Junk dimensions are certainly valid for SSAS. The table representing your junk dimension may contain several low cardinality attributes with the rows in that table representing the unique combinations occurring in your fact tables. In SSAS, you'd create a single dimension from that table with the tables surrogate key being the Key attribute of the SSAS dimension. You'd set the Visible property for that surrogate key to false (used only to relate to your measure groups) and each of the Junk dimensions attributes would be directly related to the Key. I'd rename the Junk dimension to be more representative of the types of attributes your Junk dimension contains such as Misc. Demographic Attributes rather than naming it Junk dimension.

    HTH, Martin 


    http://martinmason.wordpress.com

    Friday, July 19, 2013 2:54 AM
  • Hello Donna,

    Thanks for your post.

    If the fact record is not large, you can use option 2 to build a large fact dimension that holds a lot of attributes, these attributes are not related to each other.

    If the fact record is large, however, for example over 10 to 20 million rows, you may run into either the 4GB limit issue, or processing performance issue. Since every attribute needs to go against a large table, processing so many attributes with Select Distinct ... From ... for each attribute can take time. If you use the ProcessGrouping setting=ByTable, it can cause processing run out of memory.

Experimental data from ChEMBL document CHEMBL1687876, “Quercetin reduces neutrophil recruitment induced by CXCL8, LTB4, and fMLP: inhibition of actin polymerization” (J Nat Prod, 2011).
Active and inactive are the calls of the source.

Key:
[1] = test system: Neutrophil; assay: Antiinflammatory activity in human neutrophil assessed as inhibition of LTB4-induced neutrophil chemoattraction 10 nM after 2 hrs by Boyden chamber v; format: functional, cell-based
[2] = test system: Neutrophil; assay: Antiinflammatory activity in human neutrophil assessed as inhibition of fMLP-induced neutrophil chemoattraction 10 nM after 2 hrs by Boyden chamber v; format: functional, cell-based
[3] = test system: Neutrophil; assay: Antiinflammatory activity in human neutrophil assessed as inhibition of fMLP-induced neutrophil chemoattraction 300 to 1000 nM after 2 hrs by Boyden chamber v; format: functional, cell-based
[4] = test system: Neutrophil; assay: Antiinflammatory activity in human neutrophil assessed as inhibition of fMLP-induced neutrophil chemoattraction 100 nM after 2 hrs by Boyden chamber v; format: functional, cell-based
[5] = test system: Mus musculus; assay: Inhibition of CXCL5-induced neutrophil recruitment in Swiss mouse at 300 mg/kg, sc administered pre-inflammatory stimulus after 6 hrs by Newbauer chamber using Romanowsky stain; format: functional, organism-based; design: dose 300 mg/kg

Hope this helps.

    Thanks.


    Meer Al - MSFT

    Tuesday, July 23, 2013 9:51 PM
  • Meer Al . . . 4GB limit?  Surely that only applies to 32 bit?  I could not see any such limitation in Maximum Capacity Specifications for SQL Server http://msdn.microsoft.com/en-us/library/ms143432.aspx

    Martin:  junk dimensions are not really what's at issue here.  These  attributes are not a bunch of unrelated bits and pieces to be bundled together for UX simplicity, but on reflection are actually dimensional attributes such as Marital Status of Person.  I think I've just answered my own question!

    In fact, I've gone down the option 2 path, and this seems to work well.  The only concern I have is with regard to dimension maintenance.  If something like Marital Status or indeed any code/value pair is externalised as an SCD 1, then maintenance of the text field is straightforward.  But if it is embedded within the fact table . . .and eventually processed into a Fact Dimension, then maintenance is not so straightforward.